Is Building A Community Based on Your Business Okay?

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Common knowledge depicts traditional business as a place where profit goes before anything else. But throughout the years, this picture has been challenged by the times and trends.

Recently, businesses that seek to establish connection with all their stakeholders, from employees to customers, are on the rise. This connection is more commonly expressed through community building. This setup promotes a relational rather than transactional way of doing things. Your point of connection with customers does not end after you have delivered the product or service and they have given you their payment.

Here are 4 benefits of building a community centered on your business:

It creates a safe space

Like-minded individuals find themselves converging and collaborating in one place — your business. Think about how this can lead to an organic growth of loyal customers for you. At the same time, imagine how this community can spur members to contribute not only to your bottomline but also to your causes.

Take a yoga studio as an example. Many such businesses focus on the community aspect as much as they do the profit-making one. And you can actually get that communal vibe when you visit to, say, take a vinyasa class. Here, yogis and yoginis are free to explore and extend their capabilities. A yoga class is a place with no judgment. Progress, not perfection, is the mantra.

It promotes camaraderie and self-development among employees

Aside from the organic growth of clients, having a tight circle of employees help establish your business. This is because a support system exists for your employees. And in the likes of the fitness industr , in which employment does not equal a 9 to 5, getting instructors to be a part of your community makes it easier for you to manage manpower.

Already mentioned earlier, yoga instructor can bond together and provide feedback to each other. On the gym side, physical fitness instructors can pursue self-development through group trainings and encourage each other to acquire more certifications. These scenarios are not typical in cutthroat industries such as finance since colleagues can view the others as competition or a threat.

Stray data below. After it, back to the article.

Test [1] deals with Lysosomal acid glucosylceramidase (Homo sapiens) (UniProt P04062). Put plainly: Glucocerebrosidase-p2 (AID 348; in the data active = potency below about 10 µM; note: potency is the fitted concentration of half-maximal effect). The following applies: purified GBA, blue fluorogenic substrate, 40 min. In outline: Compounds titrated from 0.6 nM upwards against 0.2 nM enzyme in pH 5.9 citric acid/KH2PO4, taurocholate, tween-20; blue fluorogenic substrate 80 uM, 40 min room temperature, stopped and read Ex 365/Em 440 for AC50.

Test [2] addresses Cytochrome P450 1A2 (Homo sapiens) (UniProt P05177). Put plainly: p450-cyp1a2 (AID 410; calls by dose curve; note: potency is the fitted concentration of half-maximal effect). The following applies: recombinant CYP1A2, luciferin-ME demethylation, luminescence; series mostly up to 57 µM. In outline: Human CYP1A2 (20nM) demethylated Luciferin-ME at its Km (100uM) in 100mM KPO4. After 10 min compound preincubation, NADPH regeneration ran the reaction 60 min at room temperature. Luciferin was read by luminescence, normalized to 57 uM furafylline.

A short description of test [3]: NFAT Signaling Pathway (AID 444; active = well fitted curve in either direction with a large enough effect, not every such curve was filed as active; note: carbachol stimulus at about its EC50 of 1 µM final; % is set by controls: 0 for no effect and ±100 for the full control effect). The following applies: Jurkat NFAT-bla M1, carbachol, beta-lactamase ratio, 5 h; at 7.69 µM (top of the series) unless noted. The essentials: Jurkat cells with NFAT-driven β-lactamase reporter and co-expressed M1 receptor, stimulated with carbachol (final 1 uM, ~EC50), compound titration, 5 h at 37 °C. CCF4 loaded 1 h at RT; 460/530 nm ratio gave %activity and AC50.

It expands your network

In this age, a community can be virtual. And then, as it grows bigger, it can actually become a “branch” anywhere in the world. Think about TechCrunch’s communities across cities and countries. This is absolutely a thrill for anyone starting up a business. There are no borders as to whom you are able to reach with your products or services.

More importantly, you are able to tap into markets that you will not otherwis tap into because of budget and logistics issues. And in case you do not get to make money out of your faraway network “branch” yet, you can however say that you have made the connection in that place. Just keep growing your network and watch out for where it will take you next.

It adds other streams of revenue

It is likely that with your community, you will be able to discover new ways to generate revenue. The Creative Collective New York City (CCNYC), a community of creatives of color, may have started as a diversity group instead of a business. The CCNYC has been holding events and conferences, and giving back to the creative community. But along the way, the people behind it have also found host sponsored events.

According to Shani Syphrett in a Forbes article, “the CCYNC serves as both a consulting agency and a production team that creates events and activations for brands. They are able to provide value for creatives who attend the events and the brands who want to be in the room with them.”

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